Sermon for 19th Pentecost, October 3, 2021: The Feast of St. Francis (The Rev. Steve Sturgeon)
Let the words of my mouth and the meditation of my heart be acceptable in your sight, O Lord, my strength and my redeemer. (Psalm 19:14) AMEN
It has long been a custom in the Episcopal Church to hold Blessing of the Animals services in early October each year, in close proximity with the feast day of St. Francis of Assisi, which occurs on October 4. But what is the connection between these two events?
First a bit of background: Francis was born in Assisi, Italy in 1182 to a wealthy family. His early goal in life was to seek military glory, which he failed at quite miserably. Instead, Francis’s repeated encounters with the poor and the sick began to make him question the extravagant life he was living. It was during this time, in his early 20s, that Francis stopped to pray before the crucifix in a county chapel, which was falling into ruin. As he prayed alone he heard a voice say, “Repair my house,” which Francis took as a command not only to rebuild the chapel, but also to rebuild the entire Church throughout the world.
When Francis tried to renounce his past life and lifestyle, in order to take a vow of poverty, he suffered the wrath of his father, who at one point imprisoned Francis in a closet in their home. After Francis was freed, he went before the local bishop to take the vow of poverty. His father appeared and strenuously objected, at which point Francis took off all his clothes and handed them to his father, thus symbolically severing all ties to his family and past life. Perhaps not surprisingly, Francis was considered both radical and crazy by most people of that time, and he was viewed with suspicion by the Church. He spent a great deal of time living alone in the country, before he started to gather a group of followers.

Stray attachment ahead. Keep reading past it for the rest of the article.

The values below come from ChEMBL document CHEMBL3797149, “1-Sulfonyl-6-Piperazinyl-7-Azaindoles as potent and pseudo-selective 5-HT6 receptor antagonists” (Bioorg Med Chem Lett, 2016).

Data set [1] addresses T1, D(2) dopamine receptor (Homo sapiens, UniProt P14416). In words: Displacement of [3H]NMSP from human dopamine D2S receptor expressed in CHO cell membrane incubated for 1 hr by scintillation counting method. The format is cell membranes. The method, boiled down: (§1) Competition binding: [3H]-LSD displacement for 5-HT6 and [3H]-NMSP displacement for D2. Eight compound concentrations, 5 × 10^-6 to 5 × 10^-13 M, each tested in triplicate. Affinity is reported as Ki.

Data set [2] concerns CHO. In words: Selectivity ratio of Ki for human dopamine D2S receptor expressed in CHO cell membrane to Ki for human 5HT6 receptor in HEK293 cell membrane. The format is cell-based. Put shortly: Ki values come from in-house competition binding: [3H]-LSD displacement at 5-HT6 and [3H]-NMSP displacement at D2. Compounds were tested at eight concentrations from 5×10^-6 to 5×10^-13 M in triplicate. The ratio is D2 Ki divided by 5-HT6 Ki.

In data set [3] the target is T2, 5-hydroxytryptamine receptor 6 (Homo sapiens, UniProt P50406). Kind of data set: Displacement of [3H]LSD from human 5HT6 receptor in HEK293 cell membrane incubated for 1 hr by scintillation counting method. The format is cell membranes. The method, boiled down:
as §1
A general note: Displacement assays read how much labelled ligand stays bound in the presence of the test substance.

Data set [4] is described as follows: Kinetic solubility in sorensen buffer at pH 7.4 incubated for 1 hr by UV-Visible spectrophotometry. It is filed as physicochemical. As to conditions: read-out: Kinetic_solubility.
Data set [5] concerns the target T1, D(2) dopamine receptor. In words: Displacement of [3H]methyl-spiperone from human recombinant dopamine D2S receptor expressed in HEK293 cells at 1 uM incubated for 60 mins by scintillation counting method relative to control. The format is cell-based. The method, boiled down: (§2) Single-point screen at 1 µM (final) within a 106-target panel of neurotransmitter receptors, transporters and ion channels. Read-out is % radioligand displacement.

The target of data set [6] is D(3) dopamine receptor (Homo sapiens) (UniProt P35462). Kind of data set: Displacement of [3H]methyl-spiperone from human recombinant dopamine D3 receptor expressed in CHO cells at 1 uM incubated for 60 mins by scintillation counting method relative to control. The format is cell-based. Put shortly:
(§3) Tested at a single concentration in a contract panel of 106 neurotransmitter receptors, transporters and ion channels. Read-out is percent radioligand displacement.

Among many things that Francis became known for, one was his love of nature. He wrote the “Canticle of the Sun,” which praises God for the gift of creation in all its forms. In one famous incident, Francis reportedly preached a sermon to a gathering of birds, an except of which reads:
My brother and sister birds, you should greatly praise your Creator and love God always. God gave you feathers to wear, and wings to fly, and whatever you need. God made you noble among the creatures and gave you a home in the purity of the air so that, though you do not sow or reap, God nevertheless protects and governs you without your least care.
Francis died at the age of 44 on October 4, 1226. While he suffered scorn for much of his life, Francis was proclaimed a saint by the Church just two years after his death. Over the centuries and throughout the world he has become perhaps the most beloved saint of all time. Thus in his memory each year we celebrate the animals who are part of our lives.
The interesting thing about the phrase “the Blessing of the Animals” is that it actually has multiple meanings, four of them when you think about it. Two involve humans: one, the action of blessing the animals; and two, the blessing of our presence, as we provide food and shelter to these animals. But another two meanings involve the animals: one, the blessing of their presence in our lives, as they provide us with comfort and companionship; and two the blessing they give to us, through the wagging of a tail or a loud purr. Let us bear all these blessings in mind this morning. Amen.